• “It was clear from the interest and anticipation shown by the children that they were totally involved and enjoying the Bag Book experience. The chatterbox in the group calmed right down to wait his turn. All pupils were fascinated and no one distracted the group. I think some pupils would benefit daily. It would definitely improve listening and attention skills.”

Camp Simcha, Westminster. 14/03/18

Our Storyteller ran multi-sensory storytelling sessions involving a total of 10 children with severe or profound & multiple learning disabilities and/or severe autism spectrum disorder. We received feedback from one teachers who judged that all bar two of the 10 children had benefited from the multi-sensory storytelling. They rated the overall experience as “5/5 – Very Good” and commented, "Thank you so much for coming along again. They just love it. One dad said " He loves your stories". Another said "Thank you for your time, I’m so pleased he has these at school." Really good day.”

Kestrel House School, Haringey. 09/03/18

Our Storyteller ran multi-sensory storytelling sessions involving a total of 26 children with severe or profound & multiple learning disabilities and/or severe autism spectrum disorder.

Dalston CLR James Library, Hackney. 06/03/18

Our Storyteller ran multi-sensory storytelling training for 14 librarians.

Oaklands School, Hounslow. 05/03/18

Our Storyteller ran six multi-sensory storytelling sessions involving a total of 44 children with severe or profound & multiple learning disabilities and/or severe autism spectrum disorder. We received feedback from six teachers who judged that all bar three of the 44 children had benefited from the multi-sensory storytelling. Five rated the overall experience as “5/5 – Very Good” and one as “4/5 – Good”. Comments were:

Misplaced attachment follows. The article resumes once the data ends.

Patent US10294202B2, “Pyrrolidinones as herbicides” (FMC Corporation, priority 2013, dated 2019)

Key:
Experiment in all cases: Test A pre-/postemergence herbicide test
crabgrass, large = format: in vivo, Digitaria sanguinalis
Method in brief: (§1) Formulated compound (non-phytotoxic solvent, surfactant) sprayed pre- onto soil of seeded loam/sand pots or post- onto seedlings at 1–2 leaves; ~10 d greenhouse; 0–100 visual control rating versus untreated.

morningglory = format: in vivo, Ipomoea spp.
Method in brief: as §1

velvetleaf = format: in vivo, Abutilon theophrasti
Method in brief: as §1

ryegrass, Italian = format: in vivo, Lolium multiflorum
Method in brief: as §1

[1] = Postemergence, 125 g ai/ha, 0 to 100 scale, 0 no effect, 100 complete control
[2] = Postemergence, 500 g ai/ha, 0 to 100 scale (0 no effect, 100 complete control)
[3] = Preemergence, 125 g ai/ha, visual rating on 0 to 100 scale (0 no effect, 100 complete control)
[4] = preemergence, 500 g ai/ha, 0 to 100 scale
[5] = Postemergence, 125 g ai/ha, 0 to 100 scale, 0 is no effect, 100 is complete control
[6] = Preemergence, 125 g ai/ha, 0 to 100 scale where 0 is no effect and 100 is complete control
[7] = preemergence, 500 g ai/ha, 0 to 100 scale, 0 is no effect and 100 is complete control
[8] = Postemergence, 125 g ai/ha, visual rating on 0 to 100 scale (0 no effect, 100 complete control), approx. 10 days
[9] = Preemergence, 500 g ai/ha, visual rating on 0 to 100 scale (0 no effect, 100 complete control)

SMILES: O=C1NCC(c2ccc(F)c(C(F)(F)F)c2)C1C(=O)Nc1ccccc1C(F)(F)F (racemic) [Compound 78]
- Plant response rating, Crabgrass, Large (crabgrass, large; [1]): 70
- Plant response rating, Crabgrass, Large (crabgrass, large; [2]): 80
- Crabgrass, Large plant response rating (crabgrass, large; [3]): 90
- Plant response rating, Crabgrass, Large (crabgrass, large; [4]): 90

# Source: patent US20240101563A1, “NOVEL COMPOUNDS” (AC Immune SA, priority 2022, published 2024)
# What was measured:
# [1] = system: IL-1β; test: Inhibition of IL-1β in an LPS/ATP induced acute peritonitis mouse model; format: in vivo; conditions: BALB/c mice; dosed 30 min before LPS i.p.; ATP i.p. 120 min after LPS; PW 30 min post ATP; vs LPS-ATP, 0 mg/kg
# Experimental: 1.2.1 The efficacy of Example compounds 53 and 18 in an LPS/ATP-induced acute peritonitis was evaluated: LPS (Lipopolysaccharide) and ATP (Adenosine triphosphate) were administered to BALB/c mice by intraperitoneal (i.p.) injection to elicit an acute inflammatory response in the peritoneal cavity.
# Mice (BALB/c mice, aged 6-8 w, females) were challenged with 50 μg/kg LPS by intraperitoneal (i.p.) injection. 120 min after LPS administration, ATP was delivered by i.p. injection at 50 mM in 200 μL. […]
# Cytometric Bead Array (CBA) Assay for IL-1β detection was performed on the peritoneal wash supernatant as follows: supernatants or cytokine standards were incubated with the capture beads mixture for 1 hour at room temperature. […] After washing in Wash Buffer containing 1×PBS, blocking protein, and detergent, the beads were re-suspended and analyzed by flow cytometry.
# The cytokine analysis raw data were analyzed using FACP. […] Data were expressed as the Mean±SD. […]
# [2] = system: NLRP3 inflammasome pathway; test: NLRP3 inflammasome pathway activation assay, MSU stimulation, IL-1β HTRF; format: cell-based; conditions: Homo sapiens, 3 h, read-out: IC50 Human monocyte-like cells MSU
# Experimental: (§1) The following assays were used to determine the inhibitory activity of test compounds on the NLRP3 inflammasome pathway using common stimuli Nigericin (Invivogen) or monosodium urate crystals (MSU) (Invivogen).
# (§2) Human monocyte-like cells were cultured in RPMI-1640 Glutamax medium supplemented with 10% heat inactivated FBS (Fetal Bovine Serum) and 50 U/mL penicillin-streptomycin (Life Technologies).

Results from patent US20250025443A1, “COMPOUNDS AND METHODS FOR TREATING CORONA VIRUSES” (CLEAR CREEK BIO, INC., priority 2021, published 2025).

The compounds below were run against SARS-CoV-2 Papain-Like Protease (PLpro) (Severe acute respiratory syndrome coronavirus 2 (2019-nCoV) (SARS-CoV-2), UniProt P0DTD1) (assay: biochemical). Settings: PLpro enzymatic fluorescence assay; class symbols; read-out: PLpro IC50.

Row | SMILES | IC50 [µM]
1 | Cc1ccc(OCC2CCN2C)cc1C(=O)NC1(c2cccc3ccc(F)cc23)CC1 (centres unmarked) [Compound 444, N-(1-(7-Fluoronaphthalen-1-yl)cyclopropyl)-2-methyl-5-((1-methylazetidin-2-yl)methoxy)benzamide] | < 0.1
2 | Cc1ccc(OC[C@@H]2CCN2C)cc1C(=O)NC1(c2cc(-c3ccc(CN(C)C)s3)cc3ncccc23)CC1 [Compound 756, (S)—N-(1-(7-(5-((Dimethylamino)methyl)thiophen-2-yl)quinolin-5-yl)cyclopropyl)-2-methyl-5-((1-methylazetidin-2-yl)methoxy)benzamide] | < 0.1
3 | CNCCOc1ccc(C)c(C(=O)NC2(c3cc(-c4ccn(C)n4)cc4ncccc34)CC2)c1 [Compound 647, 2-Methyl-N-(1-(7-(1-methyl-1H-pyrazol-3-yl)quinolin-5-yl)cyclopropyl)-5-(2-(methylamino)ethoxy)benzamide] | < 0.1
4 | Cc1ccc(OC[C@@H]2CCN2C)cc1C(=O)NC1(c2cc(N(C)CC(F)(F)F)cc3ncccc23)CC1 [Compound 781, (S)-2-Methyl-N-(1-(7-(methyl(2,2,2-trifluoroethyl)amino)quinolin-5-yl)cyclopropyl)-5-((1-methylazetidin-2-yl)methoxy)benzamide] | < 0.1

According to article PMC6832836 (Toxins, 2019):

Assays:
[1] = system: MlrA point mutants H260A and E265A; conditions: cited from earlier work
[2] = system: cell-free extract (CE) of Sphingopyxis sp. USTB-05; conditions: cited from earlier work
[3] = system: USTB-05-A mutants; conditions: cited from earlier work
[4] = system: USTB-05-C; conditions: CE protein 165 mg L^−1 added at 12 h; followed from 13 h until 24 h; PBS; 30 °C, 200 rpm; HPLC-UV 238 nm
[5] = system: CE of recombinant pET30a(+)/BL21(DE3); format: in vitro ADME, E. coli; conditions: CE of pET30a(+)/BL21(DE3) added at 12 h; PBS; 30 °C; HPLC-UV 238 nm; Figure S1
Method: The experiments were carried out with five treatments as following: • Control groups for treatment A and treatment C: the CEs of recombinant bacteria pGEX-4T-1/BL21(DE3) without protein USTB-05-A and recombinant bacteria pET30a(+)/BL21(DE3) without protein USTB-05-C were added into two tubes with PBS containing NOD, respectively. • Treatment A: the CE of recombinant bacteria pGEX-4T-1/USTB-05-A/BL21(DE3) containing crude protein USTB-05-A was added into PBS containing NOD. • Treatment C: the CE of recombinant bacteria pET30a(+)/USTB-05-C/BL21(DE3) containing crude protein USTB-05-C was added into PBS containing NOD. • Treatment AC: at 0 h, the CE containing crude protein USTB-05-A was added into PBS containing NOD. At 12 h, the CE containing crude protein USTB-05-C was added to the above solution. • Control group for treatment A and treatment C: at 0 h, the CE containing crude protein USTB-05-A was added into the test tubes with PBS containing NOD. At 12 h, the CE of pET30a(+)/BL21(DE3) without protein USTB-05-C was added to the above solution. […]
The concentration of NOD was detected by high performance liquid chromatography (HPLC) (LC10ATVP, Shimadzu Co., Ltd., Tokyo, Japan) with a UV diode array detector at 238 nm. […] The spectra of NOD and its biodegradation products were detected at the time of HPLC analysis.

• "All engaged well with the sensory experience. They found it funny and enjoyable. Delivery was strong and engaging. [I was surprised that] J found it very funny and engaging. D sat quietly and stayed focused."
  • "Sensory stimulation, interactive and inclusive activities. [In the longer term this will help with] attention and listening. Exploring objects. Social skills. All good."
  • "Today’s session benefited the students because it helped them to listen. Furthermore they got the chance to have fun which they enjoyed. One of the students looked more interested in this than in any other lessons."
  • "Brilliant. They loved it. All thoroughly enjoyed this thank you. [In the longer term this will help with] interacting with each other."
  • "Kids seemed happy and engaged."

Marlborough School, Bexley. 27/02/18

Our Storyteller ran multi-sensory storytelling sessions involving a total of 36 children with severe or profound & multiple learning disabilities and/or severe autism spectrum disorder.

Beatrice Tate School, Tower Hamlets. 26/02/18

Our Storyteller ran six multi-sensory storytelling sessions involving a total of 40 children with severe or profound & multiple learning disabilities. We received feedback from six teachers who judged that all bar six of the 40 children had benefited from the multi-sensory storytelling. All six rated the overall experience as “5/5 – Very Good”. Comments were:

  • "Students were all focused and engaged with the Storyteller and a few children repeated words and phrases from the story."
  • "It’s good to have all the pupils sitting with their group for the same session. To acknowledge each other and share a story with them. Storyteller very confident and friendly. Very good. Amazing reactions for at least half the pupils - bald head and mirror. Word copying and development from two pupils that are not always verbal. One student stayed sitting / waiting / participating for the whole session. He usually gets up and walks off! Benefits - to share whole class story, shared attention, word development, exploration in a sensory way, waiting anticipation."
  • "All students really enjoyed both of the stories. Great experience for all. [In the longer term this will help with] getting used to feeling and experiencing different textures and materials."